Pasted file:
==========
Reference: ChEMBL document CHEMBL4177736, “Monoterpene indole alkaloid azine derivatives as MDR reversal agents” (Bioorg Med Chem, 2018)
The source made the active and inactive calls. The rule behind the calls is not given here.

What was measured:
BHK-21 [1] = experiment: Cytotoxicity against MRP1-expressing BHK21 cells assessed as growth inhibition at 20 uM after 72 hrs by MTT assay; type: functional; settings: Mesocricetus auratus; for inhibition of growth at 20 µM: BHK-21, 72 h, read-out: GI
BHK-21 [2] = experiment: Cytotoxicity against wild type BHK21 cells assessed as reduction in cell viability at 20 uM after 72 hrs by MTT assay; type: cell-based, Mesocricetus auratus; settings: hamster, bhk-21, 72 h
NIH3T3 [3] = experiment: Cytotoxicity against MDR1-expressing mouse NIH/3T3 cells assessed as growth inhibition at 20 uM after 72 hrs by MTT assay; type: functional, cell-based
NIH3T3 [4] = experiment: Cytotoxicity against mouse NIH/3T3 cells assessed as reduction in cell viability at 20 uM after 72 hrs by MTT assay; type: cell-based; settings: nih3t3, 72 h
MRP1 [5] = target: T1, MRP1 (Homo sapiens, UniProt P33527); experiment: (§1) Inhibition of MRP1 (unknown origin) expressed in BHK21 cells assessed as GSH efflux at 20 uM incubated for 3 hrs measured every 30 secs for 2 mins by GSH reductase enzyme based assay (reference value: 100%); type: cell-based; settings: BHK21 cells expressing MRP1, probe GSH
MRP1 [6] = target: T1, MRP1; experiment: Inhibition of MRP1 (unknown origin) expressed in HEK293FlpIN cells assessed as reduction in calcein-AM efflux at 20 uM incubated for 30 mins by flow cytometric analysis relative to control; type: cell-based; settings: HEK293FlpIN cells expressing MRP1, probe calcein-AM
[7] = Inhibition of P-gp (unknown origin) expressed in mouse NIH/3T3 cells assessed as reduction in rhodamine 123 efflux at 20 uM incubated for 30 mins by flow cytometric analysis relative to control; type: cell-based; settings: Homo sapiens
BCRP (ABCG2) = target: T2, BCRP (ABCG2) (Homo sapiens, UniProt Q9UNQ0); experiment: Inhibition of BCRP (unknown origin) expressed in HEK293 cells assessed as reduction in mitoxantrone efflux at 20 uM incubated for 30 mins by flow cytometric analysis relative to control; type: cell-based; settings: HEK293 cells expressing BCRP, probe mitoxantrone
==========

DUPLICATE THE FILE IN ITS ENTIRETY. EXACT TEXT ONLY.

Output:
Reference: ChEMBL document CHEMBL4177736, “Monoterpene indole alkaloid azine derivatives as MDR reversal agents” (Bioorg Med Chem, 2018)
The source made the active and inactive calls. The rule behind the calls is not given here.

What was measured:
BHK-21 [1] = experiment: Cytotoxicity against MRP1-expressing BHK21 cells assessed as growth inhibition at 20 uM after 72 hrs by MTT assay; type: functional; settings: Mesocricetus auratus; for inhibition of growth at 20 µM: BHK-21, 72 h, read-out: GI
BHK-21 [2] = experiment: Cytotoxicity against wild type BHK21 cells assessed as reduction in cell viability at 20 uM after 72 hrs by MTT assay; type: cell-based, Mesocricetus auratus; settings: hamster, bhk-21, 72 h
NIH3T3 [3] = experiment: Cytotoxicity against MDR1-expressing mouse NIH/3T3 cells assessed as growth inhibition at 20 uM after 72 hrs by MTT assay; type: functional, cell-based
NIH3T3 [4] = experiment: Cytotoxicity against mouse NIH/3T3 cells assessed as reduction in cell viability at 20 uM after 72 hrs by MTT assay; type: cell-based; settings: nih3t3, 72 h
MRP1 [5] = target: T1, MRP1 (Homo sapiens, UniProt P33527); experiment: (§1) Inhibition of MRP1 (unknown origin) expressed in BHK21 cells assessed as GSH efflux at 20 uM incubated for 3 hrs measured every 30 secs for 2 mins by GSH reductase enzyme based assay (reference value: 100%); type: cell-based; settings: BHK21 cells expressing MRP1, probe GSH
MRP1 [6] = target: T1, MRP1; experiment: Inhibition of MRP1 (unknown origin) expressed in HEK293FlpIN cells assessed as reduction in calcein-AM efflux at 20 uM incubated for 30 mins by flow cytometric analysis relative to control; type: cell-based; settings: HEK293FlpIN cells expressing MRP1, probe calcein-AM
[7] = Inhibition of P-gp (unknown origin) expressed in mouse NIH/3T3 cells assessed as reduction in rhodamine 123 efflux at 20 uM incubated for 30 mins by flow cytometric analysis relative to control; type: cell-based; settings: Homo sapiens
BCRP (ABCG2) = target: T2, BCRP (ABCG2) (Homo sapiens, UniProt Q9UNQ0); experiment: Inhibition of BCRP (unknown origin) expressed in HEK293 cells assessed as reduction in mitoxantrone efflux at 20 uM incubated for 30 mins by flow cytometric analysis relative to control; type: cell-based; settings: HEK293 cells expressing BCRP, probe mitoxantrone